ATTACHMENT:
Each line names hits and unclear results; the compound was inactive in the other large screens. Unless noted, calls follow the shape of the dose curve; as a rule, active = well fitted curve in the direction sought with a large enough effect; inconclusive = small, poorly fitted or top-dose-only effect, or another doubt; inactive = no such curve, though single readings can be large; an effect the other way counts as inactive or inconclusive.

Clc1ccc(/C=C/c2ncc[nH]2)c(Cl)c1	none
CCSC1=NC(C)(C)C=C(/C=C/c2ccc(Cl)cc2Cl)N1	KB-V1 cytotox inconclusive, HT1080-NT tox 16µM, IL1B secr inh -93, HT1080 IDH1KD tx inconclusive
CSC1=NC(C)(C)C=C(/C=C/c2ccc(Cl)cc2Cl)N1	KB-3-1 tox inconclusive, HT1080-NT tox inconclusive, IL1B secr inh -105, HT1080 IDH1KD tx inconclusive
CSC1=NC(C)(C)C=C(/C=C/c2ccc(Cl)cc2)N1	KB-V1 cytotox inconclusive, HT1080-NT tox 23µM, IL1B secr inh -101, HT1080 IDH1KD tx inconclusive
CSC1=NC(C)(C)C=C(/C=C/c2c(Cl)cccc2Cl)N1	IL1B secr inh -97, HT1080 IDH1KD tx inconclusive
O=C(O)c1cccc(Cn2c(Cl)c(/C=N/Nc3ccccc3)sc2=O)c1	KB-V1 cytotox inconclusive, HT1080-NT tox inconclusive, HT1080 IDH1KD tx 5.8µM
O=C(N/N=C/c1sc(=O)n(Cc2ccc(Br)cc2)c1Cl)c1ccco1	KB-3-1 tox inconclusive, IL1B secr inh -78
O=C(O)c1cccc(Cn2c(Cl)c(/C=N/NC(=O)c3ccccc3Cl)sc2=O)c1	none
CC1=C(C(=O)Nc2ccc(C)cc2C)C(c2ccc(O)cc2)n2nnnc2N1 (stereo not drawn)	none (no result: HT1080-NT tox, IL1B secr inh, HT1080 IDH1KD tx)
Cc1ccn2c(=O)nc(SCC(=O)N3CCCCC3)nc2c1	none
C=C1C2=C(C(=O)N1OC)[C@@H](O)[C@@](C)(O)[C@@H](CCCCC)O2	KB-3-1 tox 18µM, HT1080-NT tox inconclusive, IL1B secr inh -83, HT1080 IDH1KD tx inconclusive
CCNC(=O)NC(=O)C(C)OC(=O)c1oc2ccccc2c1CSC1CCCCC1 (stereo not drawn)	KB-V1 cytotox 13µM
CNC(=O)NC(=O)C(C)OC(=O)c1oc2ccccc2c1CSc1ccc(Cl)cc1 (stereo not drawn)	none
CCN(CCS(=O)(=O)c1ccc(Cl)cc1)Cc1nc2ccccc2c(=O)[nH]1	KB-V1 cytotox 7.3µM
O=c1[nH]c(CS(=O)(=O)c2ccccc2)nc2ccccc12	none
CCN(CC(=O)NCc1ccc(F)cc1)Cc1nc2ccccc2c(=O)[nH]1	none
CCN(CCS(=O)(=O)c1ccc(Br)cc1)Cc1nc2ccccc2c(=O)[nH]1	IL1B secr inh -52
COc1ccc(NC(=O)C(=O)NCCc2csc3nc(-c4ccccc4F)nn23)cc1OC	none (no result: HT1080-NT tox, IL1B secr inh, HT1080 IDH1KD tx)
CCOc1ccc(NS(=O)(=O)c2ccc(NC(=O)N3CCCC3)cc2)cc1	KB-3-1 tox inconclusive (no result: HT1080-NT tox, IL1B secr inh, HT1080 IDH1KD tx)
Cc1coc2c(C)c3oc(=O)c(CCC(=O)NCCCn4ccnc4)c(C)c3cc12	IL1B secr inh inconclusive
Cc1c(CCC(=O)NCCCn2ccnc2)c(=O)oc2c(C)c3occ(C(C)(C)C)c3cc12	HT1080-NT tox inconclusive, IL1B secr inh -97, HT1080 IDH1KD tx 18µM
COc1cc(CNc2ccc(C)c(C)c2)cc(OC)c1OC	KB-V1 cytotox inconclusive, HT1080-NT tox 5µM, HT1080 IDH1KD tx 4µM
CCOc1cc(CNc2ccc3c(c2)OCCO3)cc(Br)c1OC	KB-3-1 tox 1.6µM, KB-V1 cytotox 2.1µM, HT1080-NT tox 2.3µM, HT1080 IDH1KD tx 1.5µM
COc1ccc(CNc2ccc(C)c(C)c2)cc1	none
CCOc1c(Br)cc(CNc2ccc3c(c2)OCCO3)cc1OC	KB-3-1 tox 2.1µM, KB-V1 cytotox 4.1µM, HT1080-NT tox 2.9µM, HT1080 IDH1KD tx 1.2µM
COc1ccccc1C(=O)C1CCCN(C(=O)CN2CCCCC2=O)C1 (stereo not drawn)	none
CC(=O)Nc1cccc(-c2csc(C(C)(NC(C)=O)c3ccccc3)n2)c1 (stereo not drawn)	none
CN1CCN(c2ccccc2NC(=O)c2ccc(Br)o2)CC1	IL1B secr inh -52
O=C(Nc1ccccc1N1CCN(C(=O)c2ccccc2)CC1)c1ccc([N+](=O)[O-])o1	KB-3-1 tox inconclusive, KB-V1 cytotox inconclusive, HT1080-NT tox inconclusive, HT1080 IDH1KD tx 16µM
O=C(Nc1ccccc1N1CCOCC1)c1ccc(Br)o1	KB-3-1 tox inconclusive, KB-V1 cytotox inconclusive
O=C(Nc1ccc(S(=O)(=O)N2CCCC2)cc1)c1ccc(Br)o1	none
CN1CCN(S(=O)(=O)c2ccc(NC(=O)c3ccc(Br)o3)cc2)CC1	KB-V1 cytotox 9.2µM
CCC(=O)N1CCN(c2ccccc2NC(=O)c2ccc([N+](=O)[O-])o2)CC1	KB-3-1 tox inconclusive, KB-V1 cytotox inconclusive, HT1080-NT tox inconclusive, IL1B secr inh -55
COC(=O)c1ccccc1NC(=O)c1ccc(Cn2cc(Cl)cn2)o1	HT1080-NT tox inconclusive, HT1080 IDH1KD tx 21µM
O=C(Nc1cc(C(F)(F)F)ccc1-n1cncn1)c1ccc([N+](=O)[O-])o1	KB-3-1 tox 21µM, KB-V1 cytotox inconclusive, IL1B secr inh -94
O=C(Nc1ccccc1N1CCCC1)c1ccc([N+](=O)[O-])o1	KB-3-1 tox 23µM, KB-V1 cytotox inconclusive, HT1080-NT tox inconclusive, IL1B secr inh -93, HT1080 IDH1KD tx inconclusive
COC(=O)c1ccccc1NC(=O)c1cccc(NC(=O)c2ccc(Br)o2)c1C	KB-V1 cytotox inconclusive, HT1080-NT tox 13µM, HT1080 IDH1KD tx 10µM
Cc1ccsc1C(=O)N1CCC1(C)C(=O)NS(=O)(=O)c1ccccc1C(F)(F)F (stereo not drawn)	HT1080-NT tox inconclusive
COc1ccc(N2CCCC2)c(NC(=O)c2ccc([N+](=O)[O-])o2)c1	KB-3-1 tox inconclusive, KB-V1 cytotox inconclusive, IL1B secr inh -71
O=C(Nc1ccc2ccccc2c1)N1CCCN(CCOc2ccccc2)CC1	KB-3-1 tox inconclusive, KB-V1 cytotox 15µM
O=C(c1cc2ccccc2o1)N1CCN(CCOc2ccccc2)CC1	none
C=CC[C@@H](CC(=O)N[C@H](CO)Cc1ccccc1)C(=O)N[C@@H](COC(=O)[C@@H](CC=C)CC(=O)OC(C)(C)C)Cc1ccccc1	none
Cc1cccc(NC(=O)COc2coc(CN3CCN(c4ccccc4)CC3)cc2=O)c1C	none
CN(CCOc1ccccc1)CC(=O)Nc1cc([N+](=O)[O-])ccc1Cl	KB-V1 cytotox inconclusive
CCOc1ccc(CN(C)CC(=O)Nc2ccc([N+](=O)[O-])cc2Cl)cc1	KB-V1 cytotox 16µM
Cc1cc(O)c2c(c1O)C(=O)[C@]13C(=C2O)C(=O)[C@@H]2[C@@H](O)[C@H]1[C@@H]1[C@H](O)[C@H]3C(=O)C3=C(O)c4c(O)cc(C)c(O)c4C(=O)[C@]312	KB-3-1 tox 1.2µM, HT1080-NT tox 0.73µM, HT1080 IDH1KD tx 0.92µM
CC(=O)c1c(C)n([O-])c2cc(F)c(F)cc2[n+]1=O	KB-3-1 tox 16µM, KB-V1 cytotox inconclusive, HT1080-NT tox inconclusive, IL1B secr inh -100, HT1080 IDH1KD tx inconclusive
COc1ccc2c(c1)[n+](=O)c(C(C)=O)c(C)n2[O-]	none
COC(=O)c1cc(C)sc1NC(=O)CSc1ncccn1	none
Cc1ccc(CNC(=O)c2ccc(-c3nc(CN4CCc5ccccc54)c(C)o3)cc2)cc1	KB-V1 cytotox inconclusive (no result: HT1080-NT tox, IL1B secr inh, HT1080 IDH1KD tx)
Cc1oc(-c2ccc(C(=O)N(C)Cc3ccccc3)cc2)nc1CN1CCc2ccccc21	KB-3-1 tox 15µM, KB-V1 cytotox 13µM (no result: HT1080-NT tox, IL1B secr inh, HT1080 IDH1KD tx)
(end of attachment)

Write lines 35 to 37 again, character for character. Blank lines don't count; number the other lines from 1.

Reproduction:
COC(=O)c1ccccc1NC(=O)c1ccc(Cn2cc(Cl)cn2)o1	HT1080-NT tox inconclusive, HT1080 IDH1KD tx 21µM
O=C(Nc1cc(C(F)(F)F)ccc1-n1cncn1)c1ccc([N+](=O)[O-])o1	KB-3-1 tox 21µM, KB-V1 cytotox inconclusive, IL1B secr inh -94
O=C(Nc1ccccc1N1CCCC1)c1ccc([N+](=O)[O-])o1	KB-3-1 tox 23µM, KB-V1 cytotox inconclusive, HT1080-NT tox inconclusive, IL1B secr inh -93, HT1080 IDH1KD tx inconclusive